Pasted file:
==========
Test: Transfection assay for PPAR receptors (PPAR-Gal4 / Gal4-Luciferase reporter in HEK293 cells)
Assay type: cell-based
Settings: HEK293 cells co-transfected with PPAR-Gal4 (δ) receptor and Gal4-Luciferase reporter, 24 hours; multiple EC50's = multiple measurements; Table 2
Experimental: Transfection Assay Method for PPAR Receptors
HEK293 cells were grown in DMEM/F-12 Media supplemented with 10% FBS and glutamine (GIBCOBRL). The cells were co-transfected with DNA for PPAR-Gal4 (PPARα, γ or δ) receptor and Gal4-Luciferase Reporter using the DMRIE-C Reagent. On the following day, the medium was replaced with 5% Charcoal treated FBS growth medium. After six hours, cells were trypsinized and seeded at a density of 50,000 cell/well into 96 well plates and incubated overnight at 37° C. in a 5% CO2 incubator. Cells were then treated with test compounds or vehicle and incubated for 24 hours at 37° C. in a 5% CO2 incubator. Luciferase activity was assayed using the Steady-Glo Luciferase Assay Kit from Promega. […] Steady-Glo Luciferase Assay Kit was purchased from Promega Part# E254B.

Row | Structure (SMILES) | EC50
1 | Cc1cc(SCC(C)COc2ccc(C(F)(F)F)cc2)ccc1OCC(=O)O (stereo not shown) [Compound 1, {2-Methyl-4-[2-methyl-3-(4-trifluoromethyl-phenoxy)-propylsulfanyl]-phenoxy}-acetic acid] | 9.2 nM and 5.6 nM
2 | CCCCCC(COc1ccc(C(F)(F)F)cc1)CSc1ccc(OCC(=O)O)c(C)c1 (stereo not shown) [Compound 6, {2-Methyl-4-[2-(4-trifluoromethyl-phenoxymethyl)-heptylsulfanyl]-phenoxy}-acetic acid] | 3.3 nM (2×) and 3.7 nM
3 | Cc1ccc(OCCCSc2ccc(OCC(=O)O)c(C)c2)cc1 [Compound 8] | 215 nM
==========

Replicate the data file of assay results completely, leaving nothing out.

Test: Transfection assay for PPAR receptors (PPAR-Gal4 / Gal4-Luciferase reporter in HEK293 cells)
Assay type: cell-based
Settings: HEK293 cells co-transfected with PPAR-Gal4 (δ) receptor and Gal4-Luciferase reporter, 24 hours; multiple EC50's = multiple measurements; Table 2
Experimental: Transfection Assay Method for PPAR Receptors
HEK293 cells were grown in DMEM/F-12 Media supplemented with 10% FBS and glutamine (GIBCOBRL). The cells were co-transfected with DNA for PPAR-Gal4 (PPARα, γ or δ) receptor and Gal4-Luciferase Reporter using the DMRIE-C Reagent. On the following day, the medium was replaced with 5% Charcoal treated FBS growth medium. After six hours, cells were trypsinized and seeded at a density of 50,000 cell/well into 96 well plates and incubated overnight at 37° C. in a 5% CO2 incubator. Cells were then treated with test compounds or vehicle and incubated for 24 hours at 37° C. in a 5% CO2 incubator. Luciferase activity was assayed using the Steady-Glo Luciferase Assay Kit from Promega. […] Steady-Glo Luciferase Assay Kit was purchased from Promega Part# E254B.

Row | Structure (SMILES) | EC50
1 | Cc1cc(SCC(C)COc2ccc(C(F)(F)F)cc2)ccc1OCC(=O)O (stereo not shown) [Compound 1, {2-Methyl-4-[2-methyl-3-(4-trifluoromethyl-phenoxy)-propylsulfanyl]-phenoxy}-acetic acid] | 9.2 nM and 5.6 nM
2 | CCCCCC(COc1ccc(C(F)(F)F)cc1)CSc1ccc(OCC(=O)O)c(C)c1 (stereo not shown) [Compound 6, {2-Methyl-4-[2-(4-trifluoromethyl-phenoxymethyl)-heptylsulfanyl]-phenoxy}-acetic acid] | 3.3 nM (2×) and 3.7 nM
3 | Cc1ccc(OCCCSc2ccc(OCC(=O)O)c(C)c2)cc1 [Compound 8] | 215 nM